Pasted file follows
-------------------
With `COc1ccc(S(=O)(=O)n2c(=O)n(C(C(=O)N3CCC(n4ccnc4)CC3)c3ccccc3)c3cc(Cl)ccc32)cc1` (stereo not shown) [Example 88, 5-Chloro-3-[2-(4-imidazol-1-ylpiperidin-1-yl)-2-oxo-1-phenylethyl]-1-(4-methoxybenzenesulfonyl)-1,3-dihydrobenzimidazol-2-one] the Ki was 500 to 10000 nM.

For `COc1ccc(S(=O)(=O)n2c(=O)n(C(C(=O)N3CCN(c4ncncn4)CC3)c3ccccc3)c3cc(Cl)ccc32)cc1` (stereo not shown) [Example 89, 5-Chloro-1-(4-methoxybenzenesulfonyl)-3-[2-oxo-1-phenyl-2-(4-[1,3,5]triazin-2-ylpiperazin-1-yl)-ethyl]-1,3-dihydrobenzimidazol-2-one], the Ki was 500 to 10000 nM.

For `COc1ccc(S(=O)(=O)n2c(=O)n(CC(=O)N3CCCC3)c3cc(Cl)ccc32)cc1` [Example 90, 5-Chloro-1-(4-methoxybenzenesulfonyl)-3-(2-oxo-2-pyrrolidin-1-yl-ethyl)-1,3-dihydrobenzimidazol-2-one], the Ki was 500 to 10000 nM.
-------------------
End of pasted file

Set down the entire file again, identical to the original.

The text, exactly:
With `COc1ccc(S(=O)(=O)n2c(=O)n(C(C(=O)N3CCC(n4ccnc4)CC3)c3ccccc3)c3cc(Cl)ccc32)cc1` (stereo not shown) [Example 88, 5-Chloro-3-[2-(4-imidazol-1-ylpiperidin-1-yl)-2-oxo-1-phenylethyl]-1-(4-methoxybenzenesulfonyl)-1,3-dihydrobenzimidazol-2-one] the Ki was 500 to 10000 nM.

For `COc1ccc(S(=O)(=O)n2c(=O)n(C(C(=O)N3CCN(c4ncncn4)CC3)c3ccccc3)c3cc(Cl)ccc32)cc1` (stereo not shown) [Example 89, 5-Chloro-1-(4-methoxybenzenesulfonyl)-3-[2-oxo-1-phenyl-2-(4-[1,3,5]triazin-2-ylpiperazin-1-yl)-ethyl]-1,3-dihydrobenzimidazol-2-one], the Ki was 500 to 10000 nM.

For `COc1ccc(S(=O)(=O)n2c(=O)n(CC(=O)N3CCCC3)c3cc(Cl)ccc32)cc1` [Example 90, 5-Chloro-1-(4-methoxybenzenesulfonyl)-3-(2-oxo-2-pyrrolidin-1-yl-ethyl)-1,3-dihydrobenzimidazol-2-one], the Ki was 500 to 10000 nM.